Fox Citron: Malaco's description of Fox translates to, "Lovely caramel with fresh lemon flavor." I wouldn't say it tastes much like caramel (although it tastes perfectly fine); it's more like a very soft lemon-flavored taffy. Malaco's site also says the candy was first made in Norway in 1935.
Update: I found out the "caramel" description was a translation error; the word "kola" designates a chewy caramel-like consistency.
Made by Nidar since 1965, Laban Seigmenn (Laban jelly men) are sugar-coated, fruit-flavored, sort of stick figure-shaped gummies that have a light and softly chewy-bouncy texture, and isn't too sweet nor sticks to your teeth. The candy uses natural colors and flavors. Overall it was one of our favorite Norwegian candies. Other versions include a female version, Fruktige Seigdamer (how to make candy female: add breasts), a sour version, Sure Skrikerunger, and a salty licorice version, Salte Rockere.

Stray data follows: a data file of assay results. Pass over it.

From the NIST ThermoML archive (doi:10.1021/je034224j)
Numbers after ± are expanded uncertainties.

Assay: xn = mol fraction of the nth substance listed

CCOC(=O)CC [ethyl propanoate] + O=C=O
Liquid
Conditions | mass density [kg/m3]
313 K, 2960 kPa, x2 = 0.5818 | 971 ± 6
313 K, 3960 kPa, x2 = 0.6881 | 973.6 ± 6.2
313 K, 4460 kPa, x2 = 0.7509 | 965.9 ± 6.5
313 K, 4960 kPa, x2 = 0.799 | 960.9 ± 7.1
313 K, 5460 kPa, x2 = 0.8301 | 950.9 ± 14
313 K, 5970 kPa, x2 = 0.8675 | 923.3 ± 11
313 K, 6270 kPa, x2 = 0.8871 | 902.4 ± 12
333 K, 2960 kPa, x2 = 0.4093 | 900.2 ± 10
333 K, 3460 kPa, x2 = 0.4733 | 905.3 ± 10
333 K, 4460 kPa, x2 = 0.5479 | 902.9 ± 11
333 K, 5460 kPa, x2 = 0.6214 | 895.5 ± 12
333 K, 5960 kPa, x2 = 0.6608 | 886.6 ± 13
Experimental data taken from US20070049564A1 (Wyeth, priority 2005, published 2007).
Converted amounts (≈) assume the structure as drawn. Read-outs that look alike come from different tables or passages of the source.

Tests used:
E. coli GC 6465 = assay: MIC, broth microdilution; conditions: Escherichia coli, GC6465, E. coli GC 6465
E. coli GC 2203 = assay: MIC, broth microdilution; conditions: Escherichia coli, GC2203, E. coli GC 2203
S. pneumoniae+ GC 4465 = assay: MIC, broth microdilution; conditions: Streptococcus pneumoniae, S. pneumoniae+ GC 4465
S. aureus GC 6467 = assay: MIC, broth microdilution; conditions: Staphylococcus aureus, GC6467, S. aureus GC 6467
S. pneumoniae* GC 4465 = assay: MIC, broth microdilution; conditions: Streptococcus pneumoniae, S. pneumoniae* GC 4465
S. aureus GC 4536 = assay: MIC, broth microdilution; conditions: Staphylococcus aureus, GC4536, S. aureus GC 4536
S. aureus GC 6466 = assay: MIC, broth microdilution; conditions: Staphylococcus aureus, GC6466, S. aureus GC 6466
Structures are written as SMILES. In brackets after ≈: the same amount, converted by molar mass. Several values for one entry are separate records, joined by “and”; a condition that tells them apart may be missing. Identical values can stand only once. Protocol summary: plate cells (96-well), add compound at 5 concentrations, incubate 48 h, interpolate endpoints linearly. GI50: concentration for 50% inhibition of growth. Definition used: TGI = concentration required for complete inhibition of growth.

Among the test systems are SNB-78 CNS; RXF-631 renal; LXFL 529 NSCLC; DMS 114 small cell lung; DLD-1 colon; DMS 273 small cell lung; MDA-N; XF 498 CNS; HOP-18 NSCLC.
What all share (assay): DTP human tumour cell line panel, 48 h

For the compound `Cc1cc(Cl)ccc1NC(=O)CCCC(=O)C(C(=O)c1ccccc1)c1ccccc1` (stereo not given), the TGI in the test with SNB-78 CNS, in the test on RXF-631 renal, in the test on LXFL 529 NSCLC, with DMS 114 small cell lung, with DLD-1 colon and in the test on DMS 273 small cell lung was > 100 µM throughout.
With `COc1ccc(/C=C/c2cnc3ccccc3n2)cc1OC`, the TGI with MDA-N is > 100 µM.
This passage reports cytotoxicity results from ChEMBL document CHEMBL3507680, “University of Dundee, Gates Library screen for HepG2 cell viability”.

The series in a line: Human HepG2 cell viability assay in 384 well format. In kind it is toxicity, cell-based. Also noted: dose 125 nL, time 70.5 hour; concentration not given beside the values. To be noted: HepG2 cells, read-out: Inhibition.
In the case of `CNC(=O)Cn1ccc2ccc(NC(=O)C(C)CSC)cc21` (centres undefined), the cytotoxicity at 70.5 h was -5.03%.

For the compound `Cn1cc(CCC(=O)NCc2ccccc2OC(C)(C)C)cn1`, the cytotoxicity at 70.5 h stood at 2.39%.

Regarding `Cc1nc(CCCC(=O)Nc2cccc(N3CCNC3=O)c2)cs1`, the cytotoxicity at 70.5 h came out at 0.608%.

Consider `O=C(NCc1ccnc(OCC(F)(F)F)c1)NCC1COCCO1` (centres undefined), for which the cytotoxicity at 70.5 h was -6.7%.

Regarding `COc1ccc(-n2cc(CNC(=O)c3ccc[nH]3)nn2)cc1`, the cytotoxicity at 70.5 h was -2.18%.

Smørbukk is a caramel candy made by Nidar since 1935. The name translates to "butterram," which in Norwegian means someone who really likes butter. It's named after a Norwegian fairy tale character with the same name, known as Butterball in English, who is given the name Smørbukk because he eats too much. Unfortunately, our batch of caramels tasted a bit stale, I'm guessing because we waited too long to eat it.
Brynild's Gomp comes in Fruktpastiller (fruit pastilles) and Skogsbær (Wild Berry). The fruit pastilles are jelly beans with fruit flavors that...I couldn't really recognize. They're not as good as Jelly Belly, basically. The Wild Berry fared better, consisting of tiny gummies coated in a Nerds-esque candy shell. Each box features Gomp's chicken mascot doing different activities (examples: roller skating, hiking, being a masked superhero, working on a computer—you know, the usual Norwegian chicken things).